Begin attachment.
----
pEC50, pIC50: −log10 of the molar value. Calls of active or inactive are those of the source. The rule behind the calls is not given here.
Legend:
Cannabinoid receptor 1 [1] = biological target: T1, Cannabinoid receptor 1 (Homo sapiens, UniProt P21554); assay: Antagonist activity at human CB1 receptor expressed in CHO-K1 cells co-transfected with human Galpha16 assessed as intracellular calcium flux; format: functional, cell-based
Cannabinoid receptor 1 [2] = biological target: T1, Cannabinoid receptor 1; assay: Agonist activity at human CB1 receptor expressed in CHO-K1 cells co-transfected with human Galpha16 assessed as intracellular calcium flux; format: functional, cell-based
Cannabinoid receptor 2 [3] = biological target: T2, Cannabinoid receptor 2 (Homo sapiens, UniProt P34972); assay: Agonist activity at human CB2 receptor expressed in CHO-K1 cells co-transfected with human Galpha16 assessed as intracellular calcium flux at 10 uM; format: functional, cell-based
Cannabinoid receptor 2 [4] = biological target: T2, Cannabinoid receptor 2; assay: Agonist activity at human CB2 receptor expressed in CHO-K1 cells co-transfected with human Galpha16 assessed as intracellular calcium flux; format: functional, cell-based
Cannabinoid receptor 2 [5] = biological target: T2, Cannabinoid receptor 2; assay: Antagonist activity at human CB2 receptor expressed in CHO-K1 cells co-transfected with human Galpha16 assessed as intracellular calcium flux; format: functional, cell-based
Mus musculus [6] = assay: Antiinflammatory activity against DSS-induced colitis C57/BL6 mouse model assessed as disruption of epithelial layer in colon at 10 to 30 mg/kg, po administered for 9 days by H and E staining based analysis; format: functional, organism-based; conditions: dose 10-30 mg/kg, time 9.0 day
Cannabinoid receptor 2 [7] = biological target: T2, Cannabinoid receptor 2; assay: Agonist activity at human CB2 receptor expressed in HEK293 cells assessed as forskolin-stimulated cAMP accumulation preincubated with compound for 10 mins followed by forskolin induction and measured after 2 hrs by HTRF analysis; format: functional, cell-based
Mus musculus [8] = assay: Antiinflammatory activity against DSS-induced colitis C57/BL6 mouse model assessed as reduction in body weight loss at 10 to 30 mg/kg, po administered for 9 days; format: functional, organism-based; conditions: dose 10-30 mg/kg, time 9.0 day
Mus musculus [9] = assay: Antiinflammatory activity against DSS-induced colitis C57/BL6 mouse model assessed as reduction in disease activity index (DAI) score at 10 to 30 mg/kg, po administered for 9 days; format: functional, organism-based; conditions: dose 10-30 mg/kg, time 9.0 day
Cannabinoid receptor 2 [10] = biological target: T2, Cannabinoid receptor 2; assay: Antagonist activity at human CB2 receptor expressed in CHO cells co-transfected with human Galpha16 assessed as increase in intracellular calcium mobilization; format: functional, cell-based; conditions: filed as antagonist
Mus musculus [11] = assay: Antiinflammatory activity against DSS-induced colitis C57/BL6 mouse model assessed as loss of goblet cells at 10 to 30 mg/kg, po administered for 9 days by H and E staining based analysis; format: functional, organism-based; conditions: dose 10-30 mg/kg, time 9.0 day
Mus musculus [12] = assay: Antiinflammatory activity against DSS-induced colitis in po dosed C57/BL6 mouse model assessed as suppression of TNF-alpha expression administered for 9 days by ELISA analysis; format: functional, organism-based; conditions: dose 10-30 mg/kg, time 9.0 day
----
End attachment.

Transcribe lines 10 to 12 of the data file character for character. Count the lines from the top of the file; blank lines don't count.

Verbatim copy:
Mus musculus [8] = assay: Antiinflammatory activity against DSS-induced colitis C57/BL6 mouse model assessed as reduction in body weight loss at 10 to 30 mg/kg, po administered for 9 days; format: functional, organism-based; conditions: dose 10-30 mg/kg, time 9.0 day
Mus musculus [9] = assay: Antiinflammatory activity against DSS-induced colitis C57/BL6 mouse model assessed as reduction in disease activity index (DAI) score at 10 to 30 mg/kg, po administered for 9 days; format: functional, organism-based; conditions: dose 10-30 mg/kg, time 9.0 day
Cannabinoid receptor 2 [10] = biological target: T2, Cannabinoid receptor 2; assay: Antagonist activity at human CB2 receptor expressed in CHO cells co-transfected with human Galpha16 assessed as increase in intracellular calcium mobilization; format: functional, cell-based; conditions: filed as antagonist